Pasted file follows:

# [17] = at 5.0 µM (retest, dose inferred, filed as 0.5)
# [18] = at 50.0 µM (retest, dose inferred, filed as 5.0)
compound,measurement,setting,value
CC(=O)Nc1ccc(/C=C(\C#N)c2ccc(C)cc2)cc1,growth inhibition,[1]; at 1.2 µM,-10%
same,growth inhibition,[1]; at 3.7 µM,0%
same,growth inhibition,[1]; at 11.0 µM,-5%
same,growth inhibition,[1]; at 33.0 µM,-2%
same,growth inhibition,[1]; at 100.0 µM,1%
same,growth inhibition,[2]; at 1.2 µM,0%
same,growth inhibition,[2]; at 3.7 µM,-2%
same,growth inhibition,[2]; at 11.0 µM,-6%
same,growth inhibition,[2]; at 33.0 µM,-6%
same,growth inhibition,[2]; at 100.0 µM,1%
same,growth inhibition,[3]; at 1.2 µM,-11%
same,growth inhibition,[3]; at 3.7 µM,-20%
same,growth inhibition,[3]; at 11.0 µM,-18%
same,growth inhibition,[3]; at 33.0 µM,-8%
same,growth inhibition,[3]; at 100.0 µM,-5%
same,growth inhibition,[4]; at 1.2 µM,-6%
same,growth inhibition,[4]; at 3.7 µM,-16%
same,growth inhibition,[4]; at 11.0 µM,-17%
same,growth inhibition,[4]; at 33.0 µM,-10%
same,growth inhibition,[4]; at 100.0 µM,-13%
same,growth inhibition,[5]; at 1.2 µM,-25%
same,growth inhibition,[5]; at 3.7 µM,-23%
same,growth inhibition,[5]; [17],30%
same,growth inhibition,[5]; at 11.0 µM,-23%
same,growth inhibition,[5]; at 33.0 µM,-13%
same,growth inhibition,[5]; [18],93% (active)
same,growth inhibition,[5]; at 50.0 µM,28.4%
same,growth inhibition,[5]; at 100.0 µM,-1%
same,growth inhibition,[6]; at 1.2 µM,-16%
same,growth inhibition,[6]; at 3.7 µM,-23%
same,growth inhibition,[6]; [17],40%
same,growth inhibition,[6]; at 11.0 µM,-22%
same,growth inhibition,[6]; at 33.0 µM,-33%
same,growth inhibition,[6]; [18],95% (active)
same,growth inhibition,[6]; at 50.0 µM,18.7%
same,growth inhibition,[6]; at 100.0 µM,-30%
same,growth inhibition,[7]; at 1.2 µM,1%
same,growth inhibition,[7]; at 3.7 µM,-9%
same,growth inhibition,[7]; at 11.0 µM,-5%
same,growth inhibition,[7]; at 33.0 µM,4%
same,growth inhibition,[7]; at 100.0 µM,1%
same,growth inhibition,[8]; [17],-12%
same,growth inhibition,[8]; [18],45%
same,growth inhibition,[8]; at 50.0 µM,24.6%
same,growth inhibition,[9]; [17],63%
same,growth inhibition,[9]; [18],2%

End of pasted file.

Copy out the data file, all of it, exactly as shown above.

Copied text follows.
# [17] = at 5.0 µM (retest, dose inferred, filed as 0.5)
# [18] = at 50.0 µM (retest, dose inferred, filed as 5.0)
compound,measurement,setting,value
CC(=O)Nc1ccc(/C=C(\C#N)c2ccc(C)cc2)cc1,growth inhibition,[1]; at 1.2 µM,-10%
same,growth inhibition,[1]; at 3.7 µM,0%
same,growth inhibition,[1]; at 11.0 µM,-5%
same,growth inhibition,[1]; at 33.0 µM,-2%
same,growth inhibition,[1]; at 100.0 µM,1%
same,growth inhibition,[2]; at 1.2 µM,0%
same,growth inhibition,[2]; at 3.7 µM,-2%
same,growth inhibition,[2]; at 11.0 µM,-6%
same,growth inhibition,[2]; at 33.0 µM,-6%
same,growth inhibition,[2]; at 100.0 µM,1%
same,growth inhibition,[3]; at 1.2 µM,-11%
same,growth inhibition,[3]; at 3.7 µM,-20%
same,growth inhibition,[3]; at 11.0 µM,-18%
same,growth inhibition,[3]; at 33.0 µM,-8%
same,growth inhibition,[3]; at 100.0 µM,-5%
same,growth inhibition,[4]; at 1.2 µM,-6%
same,growth inhibition,[4]; at 3.7 µM,-16%
same,growth inhibition,[4]; at 11.0 µM,-17%
same,growth inhibition,[4]; at 33.0 µM,-10%
same,growth inhibition,[4]; at 100.0 µM,-13%
same,growth inhibition,[5]; at 1.2 µM,-25%
same,growth inhibition,[5]; at 3.7 µM,-23%
same,growth inhibition,[5]; [17],30%
same,growth inhibition,[5]; at 11.0 µM,-23%
same,growth inhibition,[5]; at 33.0 µM,-13%
same,growth inhibition,[5]; [18],93% (active)
same,growth inhibition,[5]; at 50.0 µM,28.4%
same,growth inhibition,[5]; at 100.0 µM,-1%
same,growth inhibition,[6]; at 1.2 µM,-16%
same,growth inhibition,[6]; at 3.7 µM,-23%
same,growth inhibition,[6]; [17],40%
same,growth inhibition,[6]; at 11.0 µM,-22%
same,growth inhibition,[6]; at 33.0 µM,-33%
same,growth inhibition,[6]; [18],95% (active)
same,growth inhibition,[6]; at 50.0 µM,18.7%
same,growth inhibition,[6]; at 100.0 µM,-30%
same,growth inhibition,[7]; at 1.2 µM,1%
same,growth inhibition,[7]; at 3.7 µM,-9%
same,growth inhibition,[7]; at 11.0 µM,-5%
same,growth inhibition,[7]; at 33.0 µM,4%
same,growth inhibition,[7]; at 100.0 µM,1%
same,growth inhibition,[8]; [17],-12%
same,growth inhibition,[8]; [18],45%
same,growth inhibition,[8]; at 50.0 µM,24.6%
same,growth inhibition,[9]; [17],63%
same,growth inhibition,[9]; [18],2%